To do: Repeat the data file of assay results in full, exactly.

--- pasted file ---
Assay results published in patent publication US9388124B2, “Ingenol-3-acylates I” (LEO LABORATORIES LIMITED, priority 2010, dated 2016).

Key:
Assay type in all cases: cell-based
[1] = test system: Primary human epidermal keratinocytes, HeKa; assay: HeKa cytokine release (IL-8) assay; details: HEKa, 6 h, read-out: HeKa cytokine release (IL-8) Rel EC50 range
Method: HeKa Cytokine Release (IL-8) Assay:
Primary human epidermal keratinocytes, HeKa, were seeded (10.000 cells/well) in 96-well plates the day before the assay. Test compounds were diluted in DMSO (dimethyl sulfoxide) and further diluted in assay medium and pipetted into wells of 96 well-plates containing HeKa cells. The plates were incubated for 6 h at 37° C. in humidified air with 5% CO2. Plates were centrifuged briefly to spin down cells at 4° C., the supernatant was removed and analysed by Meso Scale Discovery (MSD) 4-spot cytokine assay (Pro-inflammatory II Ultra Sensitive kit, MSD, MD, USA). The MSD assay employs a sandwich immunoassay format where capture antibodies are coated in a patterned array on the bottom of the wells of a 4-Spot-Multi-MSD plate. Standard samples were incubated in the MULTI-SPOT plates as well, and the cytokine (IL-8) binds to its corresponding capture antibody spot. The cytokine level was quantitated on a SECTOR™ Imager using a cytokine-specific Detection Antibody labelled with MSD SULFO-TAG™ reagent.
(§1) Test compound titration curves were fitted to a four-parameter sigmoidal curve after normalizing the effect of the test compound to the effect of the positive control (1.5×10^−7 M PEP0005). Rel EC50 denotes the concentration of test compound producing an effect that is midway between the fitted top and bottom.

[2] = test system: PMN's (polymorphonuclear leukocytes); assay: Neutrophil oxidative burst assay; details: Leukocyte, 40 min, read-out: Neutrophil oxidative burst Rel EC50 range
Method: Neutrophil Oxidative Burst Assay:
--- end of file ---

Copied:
Assay results published in patent publication US9388124B2, “Ingenol-3-acylates I” (LEO LABORATORIES LIMITED, priority 2010, dated 2016).

Key:
Assay type in all cases: cell-based
[1] = test system: Primary human epidermal keratinocytes, HeKa; assay: HeKa cytokine release (IL-8) assay; details: HEKa, 6 h, read-out: HeKa cytokine release (IL-8) Rel EC50 range
Method: HeKa Cytokine Release (IL-8) Assay:
Primary human epidermal keratinocytes, HeKa, were seeded (10.000 cells/well) in 96-well plates the day before the assay. Test compounds were diluted in DMSO (dimethyl sulfoxide) and further diluted in assay medium and pipetted into wells of 96 well-plates containing HeKa cells. The plates were incubated for 6 h at 37° C. in humidified air with 5% CO2. Plates were centrifuged briefly to spin down cells at 4° C., the supernatant was removed and analysed by Meso Scale Discovery (MSD) 4-spot cytokine assay (Pro-inflammatory II Ultra Sensitive kit, MSD, MD, USA). The MSD assay employs a sandwich immunoassay format where capture antibodies are coated in a patterned array on the bottom of the wells of a 4-Spot-Multi-MSD plate. Standard samples were incubated in the MULTI-SPOT plates as well, and the cytokine (IL-8) binds to its corresponding capture antibody spot. The cytokine level was quantitated on a SECTOR™ Imager using a cytokine-specific Detection Antibody labelled with MSD SULFO-TAG™ reagent.
(§1) Test compound titration curves were fitted to a four-parameter sigmoidal curve after normalizing the effect of the test compound to the effect of the positive control (1.5×10^−7 M PEP0005). Rel EC50 denotes the concentration of test compound producing an effect that is midway between the fitted top and bottom.

[2] = test system: PMN's (polymorphonuclear leukocytes); assay: Neutrophil oxidative burst assay; details: Leukocyte, 40 min, read-out: Neutrophil oxidative burst Rel EC50 range
Method: Neutrophil Oxidative Burst Assay: